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PES and Governance

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  1. PES and Governance Brian Child University of Florida 31 August – 3 September 2009

  2. Collective action is a response to the benefits of managing ecosystems at larger scales • CBNRM requires highly disciplined institutional design • If not, extremely difficult

  3. Putting in place the conditions for the emergence of effective, equitable CBNRM governance • CBNRM governance can be locked in an unhealthy state for many years. • We should not assume that good governance will naturally evolve. • We have theoretical and practical knowledge to design CBNRM organizations that are participatory, transparent, that have low levels of financial misappropriation, and that can manage natural resources well • However, we may need to impose these conditions in the sense that: • Elites tend to benefit from the status quo (oppose changes) • Ordinary people, once they understand these changes (i.e. the capacity to aspire), will support them strongly and, over time, may even be able to defend them (though they will usually need help/support to do so) • Tendency for negative governance to re-assert itself. • Therefore need to protecting the procedural conditions tfor effective function and evolution of CBNRM. • i.e. protecting the weak against the predation of the strong.

  4. Principles • ECONOMIC: The first principle, therefore, is to maximize the value of wildlife to landholders/occupiers (i.e. INDIVIDUALS) • POLITICAL: The second principle is that decision-making power must originate in the people (not the committee). The elected committee (e.g. trust, Conservancy) must be answerable to the people, and not in charge of them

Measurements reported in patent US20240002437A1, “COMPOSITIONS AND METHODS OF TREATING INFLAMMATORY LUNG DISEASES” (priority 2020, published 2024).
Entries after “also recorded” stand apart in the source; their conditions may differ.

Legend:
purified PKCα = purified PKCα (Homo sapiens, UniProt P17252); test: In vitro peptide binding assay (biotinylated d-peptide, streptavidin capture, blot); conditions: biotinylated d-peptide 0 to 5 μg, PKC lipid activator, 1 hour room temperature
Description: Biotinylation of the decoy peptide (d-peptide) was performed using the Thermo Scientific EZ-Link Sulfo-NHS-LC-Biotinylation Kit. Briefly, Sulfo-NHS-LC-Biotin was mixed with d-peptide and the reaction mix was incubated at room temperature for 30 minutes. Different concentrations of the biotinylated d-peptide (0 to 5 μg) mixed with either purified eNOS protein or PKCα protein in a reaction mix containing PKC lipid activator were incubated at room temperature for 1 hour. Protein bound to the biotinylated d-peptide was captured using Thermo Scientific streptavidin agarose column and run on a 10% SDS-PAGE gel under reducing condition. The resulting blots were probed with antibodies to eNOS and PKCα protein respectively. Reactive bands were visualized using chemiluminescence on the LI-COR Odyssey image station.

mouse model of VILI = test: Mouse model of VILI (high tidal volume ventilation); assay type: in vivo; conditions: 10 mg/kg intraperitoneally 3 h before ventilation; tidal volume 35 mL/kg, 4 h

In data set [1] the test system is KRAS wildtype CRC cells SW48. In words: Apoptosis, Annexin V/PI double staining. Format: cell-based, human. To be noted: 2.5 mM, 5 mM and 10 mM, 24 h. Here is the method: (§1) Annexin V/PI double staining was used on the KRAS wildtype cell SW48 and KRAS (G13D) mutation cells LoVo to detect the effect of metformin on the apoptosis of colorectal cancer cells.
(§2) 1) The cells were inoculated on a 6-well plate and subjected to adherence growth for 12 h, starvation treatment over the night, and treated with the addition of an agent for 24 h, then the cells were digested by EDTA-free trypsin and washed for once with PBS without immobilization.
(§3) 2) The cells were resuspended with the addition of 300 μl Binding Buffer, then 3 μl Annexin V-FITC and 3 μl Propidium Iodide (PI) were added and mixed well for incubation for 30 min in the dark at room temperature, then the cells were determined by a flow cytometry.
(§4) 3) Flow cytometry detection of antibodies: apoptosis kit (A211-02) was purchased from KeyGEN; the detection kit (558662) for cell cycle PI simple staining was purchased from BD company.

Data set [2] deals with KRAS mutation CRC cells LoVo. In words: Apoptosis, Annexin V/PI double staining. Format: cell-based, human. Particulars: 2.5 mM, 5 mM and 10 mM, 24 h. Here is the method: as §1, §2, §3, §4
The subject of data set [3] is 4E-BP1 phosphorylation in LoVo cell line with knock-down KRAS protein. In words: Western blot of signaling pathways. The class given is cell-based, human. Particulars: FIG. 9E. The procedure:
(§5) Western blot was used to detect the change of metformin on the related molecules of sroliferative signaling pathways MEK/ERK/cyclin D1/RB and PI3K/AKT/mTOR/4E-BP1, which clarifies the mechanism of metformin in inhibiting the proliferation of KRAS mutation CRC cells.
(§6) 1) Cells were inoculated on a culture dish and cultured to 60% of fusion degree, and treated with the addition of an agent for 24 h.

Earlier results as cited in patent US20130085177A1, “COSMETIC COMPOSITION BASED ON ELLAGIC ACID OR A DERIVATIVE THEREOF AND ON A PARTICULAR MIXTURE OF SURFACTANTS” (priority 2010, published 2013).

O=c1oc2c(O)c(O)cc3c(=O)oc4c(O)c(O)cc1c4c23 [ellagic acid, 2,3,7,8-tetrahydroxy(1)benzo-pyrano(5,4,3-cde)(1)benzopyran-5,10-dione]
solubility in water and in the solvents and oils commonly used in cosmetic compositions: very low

5. International Macro Level National State/Provincial Property rights push the locus of power towards the local level ‘Governance’ is the linkage between these different levels of public and civil society entities Civil Society District/Municipal Meso Level Cooperative/Multi- community Local/Community Micro Level Household

  6. Governance & Enabling Environment International • Weak conceptual understanding, within historically and site specific circumstances. • Biggest challenges to success: • incompetence / disinterest • defense of status quo National State/Provincial Civil Society District/Municipal Cooperative/Multi- community Governance of Local Collective Action Strong, widely applicable conceptual and operational model/s High probability of success Local/Community Household

  7. Quality wildlife resources CBNRM in Luangwa: Institutional Lessons

  8. CBNRM in Luangwa, Zambia (NORAD Project) • South Luangwa National Park • 9,050km2 • 9,000 elephants • Costs USD1m / year • Income USD850,000 • Lupande GMA • Six chiefs (4,500km2) • 50,000 people • Six Community Resource Boards • 45 Village Action Groups • Two hunting concessions • Earning USD 230,000 annually South Luangwa National Park